Stressed NHS staff are leaving to work in supermarkets because they are so demoralised by years of receiving 1 per cent pay rises or nothing at all, health service bosses warned yesterday (May 7).
NHS Providers, which represents NHS trusts, said the Tories’ public sector pay cap, which began in 2012 and is due to be enforced until 2020, is endangering patient safety.
Labour has promised to scrap the pay freeze and give NHS staff “the pay they deserve.”
NHS Providers chief executive, Chris Hopson, said that NHS trusts are facing a recruitment and retention crisis and are unable to provide “safe, high-quality patient care”.
“Years of pay restraint and stressful working conditions are taking their toll. Pay is becoming uncompetitive. Significant numbers of trusts say lower paid staff are leaving to stack shelves in supermarkets rather than carry on with the NHS,” said Hopson.
“Trust leaders tell us that seven years of NHS pay restraint is now preventing them from recruiting and retaining the staff they need to provide safe, high-quality patient care. The NHS can’t carry on failing to reflect the contribution of our staff through fair and competitive pay for five more years.
He added, “Pay restraint must end and politicians must therefore be clear about when during the lifetime of the next parliament it will happen and how.”
Adding to the pressure on the NHS is the fact that “vital recruitment from EU countries is dropping rapidly” because of Brexit uncertainty, Hopson said.
He also called for an extra £25bn of funding over the next three years to help the NHS in England cope.
Unite national officer for health, Sarah Carpenter, said the pay freeze was causing severe damage to the NHS.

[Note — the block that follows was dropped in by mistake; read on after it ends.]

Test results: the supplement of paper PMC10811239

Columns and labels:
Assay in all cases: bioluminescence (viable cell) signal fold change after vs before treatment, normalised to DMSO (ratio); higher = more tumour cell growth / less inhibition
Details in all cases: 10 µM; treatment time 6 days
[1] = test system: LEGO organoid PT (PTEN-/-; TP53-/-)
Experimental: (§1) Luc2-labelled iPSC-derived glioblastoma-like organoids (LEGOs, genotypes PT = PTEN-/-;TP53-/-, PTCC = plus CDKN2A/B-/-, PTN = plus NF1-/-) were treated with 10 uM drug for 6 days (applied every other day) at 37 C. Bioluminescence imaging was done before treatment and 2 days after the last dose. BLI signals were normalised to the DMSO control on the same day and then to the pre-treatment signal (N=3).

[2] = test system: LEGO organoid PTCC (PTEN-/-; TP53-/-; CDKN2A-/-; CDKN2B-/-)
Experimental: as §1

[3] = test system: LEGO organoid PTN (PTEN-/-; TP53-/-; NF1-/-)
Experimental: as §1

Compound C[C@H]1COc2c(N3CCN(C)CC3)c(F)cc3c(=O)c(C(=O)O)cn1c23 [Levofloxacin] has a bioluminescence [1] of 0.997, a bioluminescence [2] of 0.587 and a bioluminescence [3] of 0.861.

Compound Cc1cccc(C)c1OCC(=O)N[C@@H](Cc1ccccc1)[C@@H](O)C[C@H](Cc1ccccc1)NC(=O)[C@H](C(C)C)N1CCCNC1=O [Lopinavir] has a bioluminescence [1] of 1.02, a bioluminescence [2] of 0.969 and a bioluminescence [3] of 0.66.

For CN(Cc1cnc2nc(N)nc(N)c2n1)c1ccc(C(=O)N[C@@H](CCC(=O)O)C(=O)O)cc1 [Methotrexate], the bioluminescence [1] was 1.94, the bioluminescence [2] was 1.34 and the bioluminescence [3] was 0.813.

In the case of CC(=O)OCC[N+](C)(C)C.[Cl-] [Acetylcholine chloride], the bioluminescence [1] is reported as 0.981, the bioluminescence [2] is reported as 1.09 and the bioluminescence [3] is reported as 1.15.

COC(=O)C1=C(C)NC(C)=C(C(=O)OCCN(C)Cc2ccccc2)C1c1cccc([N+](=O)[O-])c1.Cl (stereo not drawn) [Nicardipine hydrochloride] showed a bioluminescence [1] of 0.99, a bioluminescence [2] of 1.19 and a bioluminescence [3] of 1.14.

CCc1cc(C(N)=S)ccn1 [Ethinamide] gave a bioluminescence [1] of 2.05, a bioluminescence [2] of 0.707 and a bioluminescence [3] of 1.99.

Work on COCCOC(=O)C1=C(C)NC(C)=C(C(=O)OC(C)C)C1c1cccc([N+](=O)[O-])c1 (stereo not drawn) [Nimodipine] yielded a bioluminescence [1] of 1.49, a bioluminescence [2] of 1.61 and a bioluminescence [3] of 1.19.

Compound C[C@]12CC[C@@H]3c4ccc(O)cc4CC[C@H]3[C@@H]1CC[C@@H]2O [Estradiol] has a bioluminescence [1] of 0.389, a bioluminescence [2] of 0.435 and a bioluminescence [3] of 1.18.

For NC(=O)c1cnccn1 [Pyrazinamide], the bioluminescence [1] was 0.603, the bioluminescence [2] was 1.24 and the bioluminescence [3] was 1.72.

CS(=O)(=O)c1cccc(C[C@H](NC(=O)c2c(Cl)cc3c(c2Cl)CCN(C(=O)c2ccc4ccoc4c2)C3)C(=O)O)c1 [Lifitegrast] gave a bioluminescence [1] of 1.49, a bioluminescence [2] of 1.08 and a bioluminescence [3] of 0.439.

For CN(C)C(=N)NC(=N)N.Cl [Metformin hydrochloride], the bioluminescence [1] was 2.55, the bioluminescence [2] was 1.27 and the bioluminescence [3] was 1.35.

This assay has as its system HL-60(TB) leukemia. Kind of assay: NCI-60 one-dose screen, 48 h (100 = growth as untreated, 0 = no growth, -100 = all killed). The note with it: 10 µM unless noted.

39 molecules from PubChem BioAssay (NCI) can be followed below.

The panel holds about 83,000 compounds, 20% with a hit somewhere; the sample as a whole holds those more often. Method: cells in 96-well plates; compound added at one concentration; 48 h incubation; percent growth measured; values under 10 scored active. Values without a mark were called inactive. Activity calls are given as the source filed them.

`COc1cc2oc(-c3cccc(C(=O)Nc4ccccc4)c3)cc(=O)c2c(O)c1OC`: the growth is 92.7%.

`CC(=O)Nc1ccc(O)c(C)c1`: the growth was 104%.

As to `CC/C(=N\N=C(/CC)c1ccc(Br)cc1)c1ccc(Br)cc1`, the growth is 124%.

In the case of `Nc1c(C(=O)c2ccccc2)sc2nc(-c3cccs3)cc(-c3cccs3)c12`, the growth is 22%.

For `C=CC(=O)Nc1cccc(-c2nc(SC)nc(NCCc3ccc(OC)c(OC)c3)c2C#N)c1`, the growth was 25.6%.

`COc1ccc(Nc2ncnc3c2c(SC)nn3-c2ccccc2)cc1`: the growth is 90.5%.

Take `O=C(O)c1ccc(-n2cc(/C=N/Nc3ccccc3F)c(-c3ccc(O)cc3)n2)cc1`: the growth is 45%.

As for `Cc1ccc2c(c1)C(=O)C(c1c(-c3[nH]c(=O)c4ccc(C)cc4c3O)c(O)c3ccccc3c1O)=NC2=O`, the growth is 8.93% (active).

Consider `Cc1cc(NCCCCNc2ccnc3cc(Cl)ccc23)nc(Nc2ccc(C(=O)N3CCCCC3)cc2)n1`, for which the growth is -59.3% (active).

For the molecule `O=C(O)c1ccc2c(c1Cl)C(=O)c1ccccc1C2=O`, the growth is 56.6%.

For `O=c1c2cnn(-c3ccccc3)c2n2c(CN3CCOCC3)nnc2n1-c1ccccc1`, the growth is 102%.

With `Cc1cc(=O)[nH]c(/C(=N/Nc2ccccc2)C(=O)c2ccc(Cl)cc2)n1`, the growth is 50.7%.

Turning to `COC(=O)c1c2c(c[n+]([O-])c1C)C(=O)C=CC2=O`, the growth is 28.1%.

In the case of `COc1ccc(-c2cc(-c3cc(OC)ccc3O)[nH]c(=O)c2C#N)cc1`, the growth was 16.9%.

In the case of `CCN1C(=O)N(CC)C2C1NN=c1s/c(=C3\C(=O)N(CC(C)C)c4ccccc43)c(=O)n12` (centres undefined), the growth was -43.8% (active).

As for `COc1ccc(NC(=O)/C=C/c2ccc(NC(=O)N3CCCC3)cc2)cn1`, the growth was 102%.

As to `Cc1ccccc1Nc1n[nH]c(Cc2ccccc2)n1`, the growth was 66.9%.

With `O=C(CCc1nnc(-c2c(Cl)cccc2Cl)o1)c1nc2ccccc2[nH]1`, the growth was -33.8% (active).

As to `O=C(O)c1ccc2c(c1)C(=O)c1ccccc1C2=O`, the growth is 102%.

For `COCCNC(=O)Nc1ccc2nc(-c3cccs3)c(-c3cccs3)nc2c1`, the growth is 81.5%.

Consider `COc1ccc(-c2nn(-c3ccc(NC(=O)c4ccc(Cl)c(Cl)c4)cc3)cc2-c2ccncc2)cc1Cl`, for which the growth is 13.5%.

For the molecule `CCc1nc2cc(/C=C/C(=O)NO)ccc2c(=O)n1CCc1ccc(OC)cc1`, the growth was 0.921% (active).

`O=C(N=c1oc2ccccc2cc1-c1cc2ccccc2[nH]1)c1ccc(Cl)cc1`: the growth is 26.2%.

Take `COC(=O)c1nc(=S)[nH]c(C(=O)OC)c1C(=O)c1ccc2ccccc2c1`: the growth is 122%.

“The message from NHS Providers could not be clearer: the Tories are wrecking the health service and putting people at risk,” she said.
“How can it be possible to provide adequate patient care when NHS staff are unable to support themselves on their hard earned wages? Nurses are using food banks and staff are leaving to work in supermarkets because of the pay freeze.”
“The NHS is in the midst of the biggest crisis it has ever faced: demand is rising, budgets have been slashed and there’s staff shortages across a range of vital occupations. Yet instead of leading the health service out of the blackhole it is falling into, the Tories want to push it further in. The next government’s priority must be to end the pay cap and restore the NHS back to health.”
Carpenter also welcomed Labour’s pledge to end “immoral” NHS car charges for patients, visitors and NHS staff.
Unite has long called for NHS car park charges to come into line with Scotland and Wales where car parking charges are not levied on NHS staff. Recent research found that some hospitals are charging staff £100 a month to park.
“Labour’s pledge to end NHS car parking charges is a boost to every NHS worker forking out nearly £100 a month to park. It will give them extra money in really tough times,” Carpenter said.
“Charging cash-strapped health visitors, community nurses, biomedical scientists, porters, plumbers and electricians, already hit by seven years of pay freezes and cuts, to park is completely immoral.”
She added, “There are very few other public servants who have to pay for the privilege of parking. Ending NHS parking charges would be a victory for common sense and natural justice.”